During unfolding, the previously cut portion is compensated by using the end surface as a reference, as shown in Figure 9b and 9c.
At B in Figure 8, two stepped surfaces are alternatively extended to increase the amount of metal compensation, which makes up for the gap created in that area. This solution is illustrated in Figure 9d.
Figure 9 Schematic diagram of the sheet metal design of the 45 ° beveled flange interface
Figure 10 demonstrates the result of the laser welding process.
As shown in Figure 10a, the interface is tightly sealed, meeting the requirements of the laser welding process. The welding seam’s surface is smooth and aesthetically pleasing, with a natural transition and no sink or welding defects visible.
Moreover, as shown in Figure 8, the gap at B is also well-filled, demonstrating the effectiveness of the optimization solution implemented.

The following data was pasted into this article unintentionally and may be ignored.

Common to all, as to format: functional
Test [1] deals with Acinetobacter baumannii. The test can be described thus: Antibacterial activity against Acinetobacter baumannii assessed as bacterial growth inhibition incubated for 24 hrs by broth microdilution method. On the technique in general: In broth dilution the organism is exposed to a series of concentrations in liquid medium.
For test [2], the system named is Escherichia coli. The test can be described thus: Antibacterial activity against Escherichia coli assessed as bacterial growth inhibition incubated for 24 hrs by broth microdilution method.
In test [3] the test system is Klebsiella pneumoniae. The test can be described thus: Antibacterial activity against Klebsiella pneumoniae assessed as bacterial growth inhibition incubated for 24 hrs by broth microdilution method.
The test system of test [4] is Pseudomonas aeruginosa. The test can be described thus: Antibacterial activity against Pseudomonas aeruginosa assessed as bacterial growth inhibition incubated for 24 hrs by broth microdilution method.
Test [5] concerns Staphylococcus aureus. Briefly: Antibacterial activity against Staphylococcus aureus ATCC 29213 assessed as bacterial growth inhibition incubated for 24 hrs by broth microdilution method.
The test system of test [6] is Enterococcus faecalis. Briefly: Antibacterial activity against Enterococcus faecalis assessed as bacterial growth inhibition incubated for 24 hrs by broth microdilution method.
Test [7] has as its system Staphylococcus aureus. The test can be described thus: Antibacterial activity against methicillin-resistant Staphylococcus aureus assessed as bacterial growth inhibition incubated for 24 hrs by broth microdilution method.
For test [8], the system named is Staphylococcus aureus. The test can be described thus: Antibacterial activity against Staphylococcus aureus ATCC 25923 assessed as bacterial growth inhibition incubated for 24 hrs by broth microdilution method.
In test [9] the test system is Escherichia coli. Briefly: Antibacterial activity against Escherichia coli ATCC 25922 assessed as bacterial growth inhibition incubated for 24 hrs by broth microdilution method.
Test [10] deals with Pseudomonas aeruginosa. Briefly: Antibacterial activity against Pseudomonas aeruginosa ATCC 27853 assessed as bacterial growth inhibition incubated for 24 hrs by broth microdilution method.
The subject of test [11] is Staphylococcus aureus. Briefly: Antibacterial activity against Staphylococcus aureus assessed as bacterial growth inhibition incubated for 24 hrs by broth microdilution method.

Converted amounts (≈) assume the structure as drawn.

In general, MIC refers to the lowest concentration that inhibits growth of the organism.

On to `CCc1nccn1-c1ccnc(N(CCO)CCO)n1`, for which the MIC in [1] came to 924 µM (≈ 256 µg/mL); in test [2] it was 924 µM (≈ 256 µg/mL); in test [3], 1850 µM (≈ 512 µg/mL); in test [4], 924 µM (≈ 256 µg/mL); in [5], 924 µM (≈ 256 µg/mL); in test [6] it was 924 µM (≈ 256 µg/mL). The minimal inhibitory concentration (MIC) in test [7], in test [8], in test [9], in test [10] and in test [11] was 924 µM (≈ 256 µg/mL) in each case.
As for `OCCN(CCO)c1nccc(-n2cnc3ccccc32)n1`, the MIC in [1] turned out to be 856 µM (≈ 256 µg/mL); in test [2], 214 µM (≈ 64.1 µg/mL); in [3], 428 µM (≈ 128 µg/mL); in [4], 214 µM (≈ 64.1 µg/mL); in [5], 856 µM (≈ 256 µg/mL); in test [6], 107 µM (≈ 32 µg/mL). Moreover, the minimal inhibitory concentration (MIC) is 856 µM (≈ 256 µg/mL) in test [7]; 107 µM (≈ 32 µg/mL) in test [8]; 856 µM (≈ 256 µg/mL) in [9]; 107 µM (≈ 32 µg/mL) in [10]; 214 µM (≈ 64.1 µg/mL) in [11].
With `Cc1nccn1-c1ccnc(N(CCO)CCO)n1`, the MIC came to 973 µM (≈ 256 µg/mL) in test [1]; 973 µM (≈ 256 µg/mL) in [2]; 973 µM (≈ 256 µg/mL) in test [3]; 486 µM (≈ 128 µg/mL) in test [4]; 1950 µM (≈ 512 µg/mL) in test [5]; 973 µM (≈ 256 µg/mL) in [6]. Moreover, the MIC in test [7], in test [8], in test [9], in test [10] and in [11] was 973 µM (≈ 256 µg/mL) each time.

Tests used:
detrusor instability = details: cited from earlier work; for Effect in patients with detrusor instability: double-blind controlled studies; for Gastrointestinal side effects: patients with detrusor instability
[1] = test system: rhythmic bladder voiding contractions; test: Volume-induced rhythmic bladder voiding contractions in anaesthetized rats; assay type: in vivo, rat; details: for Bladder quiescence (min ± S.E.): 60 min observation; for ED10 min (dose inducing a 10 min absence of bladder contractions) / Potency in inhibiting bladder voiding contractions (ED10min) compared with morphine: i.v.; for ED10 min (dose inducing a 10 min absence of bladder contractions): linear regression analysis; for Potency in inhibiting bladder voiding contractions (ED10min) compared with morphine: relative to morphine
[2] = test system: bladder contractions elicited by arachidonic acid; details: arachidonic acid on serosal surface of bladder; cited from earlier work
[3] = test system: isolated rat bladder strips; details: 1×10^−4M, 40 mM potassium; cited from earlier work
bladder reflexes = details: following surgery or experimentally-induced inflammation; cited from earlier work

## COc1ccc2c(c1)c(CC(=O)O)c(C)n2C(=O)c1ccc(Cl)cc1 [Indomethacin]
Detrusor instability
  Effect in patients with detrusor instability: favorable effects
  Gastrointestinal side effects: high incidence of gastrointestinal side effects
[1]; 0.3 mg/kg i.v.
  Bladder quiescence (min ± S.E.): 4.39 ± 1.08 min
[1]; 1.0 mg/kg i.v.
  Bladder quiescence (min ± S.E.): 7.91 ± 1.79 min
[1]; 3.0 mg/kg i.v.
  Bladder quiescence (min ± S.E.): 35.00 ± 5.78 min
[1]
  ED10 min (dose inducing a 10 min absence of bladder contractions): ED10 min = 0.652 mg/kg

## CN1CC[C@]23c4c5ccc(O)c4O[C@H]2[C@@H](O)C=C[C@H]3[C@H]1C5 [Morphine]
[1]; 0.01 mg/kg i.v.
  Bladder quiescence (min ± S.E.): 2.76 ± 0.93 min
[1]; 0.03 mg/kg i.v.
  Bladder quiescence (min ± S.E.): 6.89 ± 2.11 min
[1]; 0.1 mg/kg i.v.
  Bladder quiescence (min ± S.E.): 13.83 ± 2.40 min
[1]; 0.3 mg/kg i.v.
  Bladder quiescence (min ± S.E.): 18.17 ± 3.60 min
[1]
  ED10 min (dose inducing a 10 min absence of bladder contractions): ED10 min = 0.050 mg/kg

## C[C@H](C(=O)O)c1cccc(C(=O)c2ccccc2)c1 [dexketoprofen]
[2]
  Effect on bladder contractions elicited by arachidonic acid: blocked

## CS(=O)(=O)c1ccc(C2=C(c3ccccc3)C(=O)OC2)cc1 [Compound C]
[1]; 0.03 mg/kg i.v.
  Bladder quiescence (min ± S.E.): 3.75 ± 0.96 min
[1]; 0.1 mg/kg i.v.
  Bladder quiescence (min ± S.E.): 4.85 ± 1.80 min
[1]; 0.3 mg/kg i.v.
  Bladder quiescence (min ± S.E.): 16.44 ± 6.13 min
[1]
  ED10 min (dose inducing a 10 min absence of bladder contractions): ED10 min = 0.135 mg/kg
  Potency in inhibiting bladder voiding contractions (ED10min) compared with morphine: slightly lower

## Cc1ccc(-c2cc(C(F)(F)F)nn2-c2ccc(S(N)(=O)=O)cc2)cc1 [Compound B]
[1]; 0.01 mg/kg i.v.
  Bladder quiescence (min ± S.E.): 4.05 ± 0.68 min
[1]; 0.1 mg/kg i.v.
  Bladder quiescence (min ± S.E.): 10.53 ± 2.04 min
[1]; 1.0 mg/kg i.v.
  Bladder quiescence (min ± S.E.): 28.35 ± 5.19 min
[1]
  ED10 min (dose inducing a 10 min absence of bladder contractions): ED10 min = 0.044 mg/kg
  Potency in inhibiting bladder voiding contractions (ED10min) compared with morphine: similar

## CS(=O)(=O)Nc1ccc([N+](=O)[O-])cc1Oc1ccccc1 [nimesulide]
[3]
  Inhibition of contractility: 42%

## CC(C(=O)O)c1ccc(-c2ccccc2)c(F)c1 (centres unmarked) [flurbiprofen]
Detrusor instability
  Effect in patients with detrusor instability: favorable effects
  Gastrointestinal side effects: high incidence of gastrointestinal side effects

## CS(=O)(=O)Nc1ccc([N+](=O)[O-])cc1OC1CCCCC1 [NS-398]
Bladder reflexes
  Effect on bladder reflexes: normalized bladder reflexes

Figure 10 Laser welding effect of flange 45 ° bevel interface
As the welding process continues to evolve, traditional sheet metal design schemes will gradually become outdated. Similarly, as laser welding gains wider adoption in the sheet metal industry, there will be a need for new laser welding sheet metal design solutions. It is imperative to develop and introduce innovative designs that are better suited for the capabilities and limitations of the laser welding process.